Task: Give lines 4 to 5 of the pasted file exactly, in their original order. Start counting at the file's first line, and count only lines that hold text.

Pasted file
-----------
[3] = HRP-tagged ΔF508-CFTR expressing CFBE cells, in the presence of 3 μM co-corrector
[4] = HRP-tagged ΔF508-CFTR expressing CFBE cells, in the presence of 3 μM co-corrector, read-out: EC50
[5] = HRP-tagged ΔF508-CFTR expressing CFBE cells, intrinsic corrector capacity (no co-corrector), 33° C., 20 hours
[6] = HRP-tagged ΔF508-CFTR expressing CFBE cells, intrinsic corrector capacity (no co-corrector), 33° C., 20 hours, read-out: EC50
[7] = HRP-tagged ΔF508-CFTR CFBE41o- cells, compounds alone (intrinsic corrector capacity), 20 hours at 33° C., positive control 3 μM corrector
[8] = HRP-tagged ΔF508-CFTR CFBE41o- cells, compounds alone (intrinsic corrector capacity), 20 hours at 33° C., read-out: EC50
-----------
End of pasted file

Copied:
[6] = HRP-tagged ΔF508-CFTR expressing CFBE cells, intrinsic corrector capacity (no co-corrector), 33° C., 20 hours, read-out: EC50
[7] = HRP-tagged ΔF508-CFTR CFBE41o- cells, compounds alone (intrinsic corrector capacity), 20 hours at 33° C., positive control 3 μM corrector